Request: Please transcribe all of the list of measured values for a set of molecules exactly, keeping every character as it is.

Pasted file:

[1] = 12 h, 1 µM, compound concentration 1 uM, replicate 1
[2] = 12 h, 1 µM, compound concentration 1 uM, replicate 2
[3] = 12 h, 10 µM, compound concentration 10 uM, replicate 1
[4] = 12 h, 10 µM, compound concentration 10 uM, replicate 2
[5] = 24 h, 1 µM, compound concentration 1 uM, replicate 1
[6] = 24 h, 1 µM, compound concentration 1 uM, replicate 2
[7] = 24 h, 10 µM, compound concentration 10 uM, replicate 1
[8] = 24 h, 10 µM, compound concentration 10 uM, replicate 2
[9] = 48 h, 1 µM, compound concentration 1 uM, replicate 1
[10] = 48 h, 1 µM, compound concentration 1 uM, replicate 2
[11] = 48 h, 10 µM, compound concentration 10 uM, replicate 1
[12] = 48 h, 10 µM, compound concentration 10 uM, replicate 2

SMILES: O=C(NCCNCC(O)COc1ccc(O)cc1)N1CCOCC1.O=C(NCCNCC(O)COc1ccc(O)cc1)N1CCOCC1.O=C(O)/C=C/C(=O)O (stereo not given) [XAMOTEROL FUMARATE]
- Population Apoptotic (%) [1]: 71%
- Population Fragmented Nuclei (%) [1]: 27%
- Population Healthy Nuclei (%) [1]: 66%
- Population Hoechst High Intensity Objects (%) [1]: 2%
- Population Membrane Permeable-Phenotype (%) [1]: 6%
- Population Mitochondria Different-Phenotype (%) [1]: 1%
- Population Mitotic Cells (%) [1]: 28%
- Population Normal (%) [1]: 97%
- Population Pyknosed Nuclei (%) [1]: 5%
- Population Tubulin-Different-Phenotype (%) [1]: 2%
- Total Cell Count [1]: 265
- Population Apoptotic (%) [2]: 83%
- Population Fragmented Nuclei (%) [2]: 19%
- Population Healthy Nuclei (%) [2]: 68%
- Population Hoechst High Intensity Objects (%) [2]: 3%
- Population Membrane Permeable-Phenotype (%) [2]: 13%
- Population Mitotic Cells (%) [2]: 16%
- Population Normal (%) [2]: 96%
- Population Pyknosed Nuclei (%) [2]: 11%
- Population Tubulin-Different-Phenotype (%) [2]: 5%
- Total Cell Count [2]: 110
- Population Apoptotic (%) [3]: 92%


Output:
[1] = 12 h, 1 µM, compound concentration 1 uM, replicate 1
[2] = 12 h, 1 µM, compound concentration 1 uM, replicate 2
[3] = 12 h, 10 µM, compound concentration 10 uM, replicate 1
[4] = 12 h, 10 µM, compound concentration 10 uM, replicate 2
[5] = 24 h, 1 µM, compound concentration 1 uM, replicate 1
[6] = 24 h, 1 µM, compound concentration 1 uM, replicate 2
[7] = 24 h, 10 µM, compound concentration 10 uM, replicate 1
[8] = 24 h, 10 µM, compound concentration 10 uM, replicate 2
[9] = 48 h, 1 µM, compound concentration 1 uM, replicate 1
[10] = 48 h, 1 µM, compound concentration 1 uM, replicate 2
[11] = 48 h, 10 µM, compound concentration 10 uM, replicate 1
[12] = 48 h, 10 µM, compound concentration 10 uM, replicate 2

SMILES: O=C(NCCNCC(O)COc1ccc(O)cc1)N1CCOCC1.O=C(NCCNCC(O)COc1ccc(O)cc1)N1CCOCC1.O=C(O)/C=C/C(=O)O (stereo not given) [XAMOTEROL FUMARATE]
- Population Apoptotic (%) [1]: 71%
- Population Fragmented Nuclei (%) [1]: 27%
- Population Healthy Nuclei (%) [1]: 66%
- Population Hoechst High Intensity Objects (%) [1]: 2%
- Population Membrane Permeable-Phenotype (%) [1]: 6%
- Population Mitochondria Different-Phenotype (%) [1]: 1%
- Population Mitotic Cells (%) [1]: 28%
- Population Normal (%) [1]: 97%
- Population Pyknosed Nuclei (%) [1]: 5%
- Population Tubulin-Different-Phenotype (%) [1]: 2%
- Total Cell Count [1]: 265
- Population Apoptotic (%) [2]: 83%
- Population Fragmented Nuclei (%) [2]: 19%
- Population Healthy Nuclei (%) [2]: 68%
- Population Hoechst High Intensity Objects (%) [2]: 3%
- Population Membrane Permeable-Phenotype (%) [2]: 13%
- Population Mitotic Cells (%) [2]: 16%
- Population Normal (%) [2]: 96%
- Population Pyknosed Nuclei (%) [2]: 11%
- Population Tubulin-Different-Phenotype (%) [2]: 5%
- Total Cell Count [2]: 110
- Population Apoptotic (%) [3]: 92%